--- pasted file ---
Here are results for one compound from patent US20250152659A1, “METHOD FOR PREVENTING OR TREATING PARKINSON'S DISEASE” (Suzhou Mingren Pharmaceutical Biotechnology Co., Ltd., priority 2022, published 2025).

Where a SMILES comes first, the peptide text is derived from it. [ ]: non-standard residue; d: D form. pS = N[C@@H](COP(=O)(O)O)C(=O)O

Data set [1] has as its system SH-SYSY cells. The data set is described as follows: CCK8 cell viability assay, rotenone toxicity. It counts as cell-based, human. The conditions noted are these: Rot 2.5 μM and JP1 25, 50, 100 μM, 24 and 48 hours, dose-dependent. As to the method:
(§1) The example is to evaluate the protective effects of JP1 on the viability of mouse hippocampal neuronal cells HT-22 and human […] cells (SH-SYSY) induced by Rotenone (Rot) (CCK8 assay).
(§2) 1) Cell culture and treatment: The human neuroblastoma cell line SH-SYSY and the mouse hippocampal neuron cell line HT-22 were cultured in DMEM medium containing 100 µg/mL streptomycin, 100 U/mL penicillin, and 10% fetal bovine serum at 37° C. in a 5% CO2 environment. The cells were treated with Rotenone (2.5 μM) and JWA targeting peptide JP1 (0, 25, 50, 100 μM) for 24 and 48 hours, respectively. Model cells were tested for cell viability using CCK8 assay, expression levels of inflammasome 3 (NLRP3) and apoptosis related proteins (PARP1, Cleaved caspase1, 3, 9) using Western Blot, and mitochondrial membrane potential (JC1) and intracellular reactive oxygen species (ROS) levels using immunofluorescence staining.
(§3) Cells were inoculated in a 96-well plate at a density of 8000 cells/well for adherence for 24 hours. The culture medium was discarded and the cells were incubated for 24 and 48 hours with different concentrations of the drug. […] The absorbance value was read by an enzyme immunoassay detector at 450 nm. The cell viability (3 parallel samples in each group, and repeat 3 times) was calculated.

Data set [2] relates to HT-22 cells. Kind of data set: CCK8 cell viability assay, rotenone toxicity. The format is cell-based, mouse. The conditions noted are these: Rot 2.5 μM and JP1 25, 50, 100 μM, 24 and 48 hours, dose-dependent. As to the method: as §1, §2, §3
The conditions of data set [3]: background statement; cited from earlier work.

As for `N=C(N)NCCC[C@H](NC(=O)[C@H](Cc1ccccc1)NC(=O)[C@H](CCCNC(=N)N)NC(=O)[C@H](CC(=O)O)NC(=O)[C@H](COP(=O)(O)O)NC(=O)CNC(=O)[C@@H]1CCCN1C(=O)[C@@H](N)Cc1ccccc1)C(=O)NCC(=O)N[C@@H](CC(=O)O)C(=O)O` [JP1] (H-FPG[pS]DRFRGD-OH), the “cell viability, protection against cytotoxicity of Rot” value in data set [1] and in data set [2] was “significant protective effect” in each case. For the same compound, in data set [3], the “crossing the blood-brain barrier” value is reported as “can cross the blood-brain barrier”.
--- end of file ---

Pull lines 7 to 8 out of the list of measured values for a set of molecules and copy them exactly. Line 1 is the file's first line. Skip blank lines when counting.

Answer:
Data set [2] relates to HT-22 cells. Kind of data set: CCK8 cell viability assay, rotenone toxicity. The format is cell-based, mouse. The conditions noted are these: Rot 2.5 μM and JP1 25, 50, 100 μM, 24 and 48 hours, dose-dependent. As to the method: as §1, §2, §3
The conditions of data set [3]: background statement; cited from earlier work.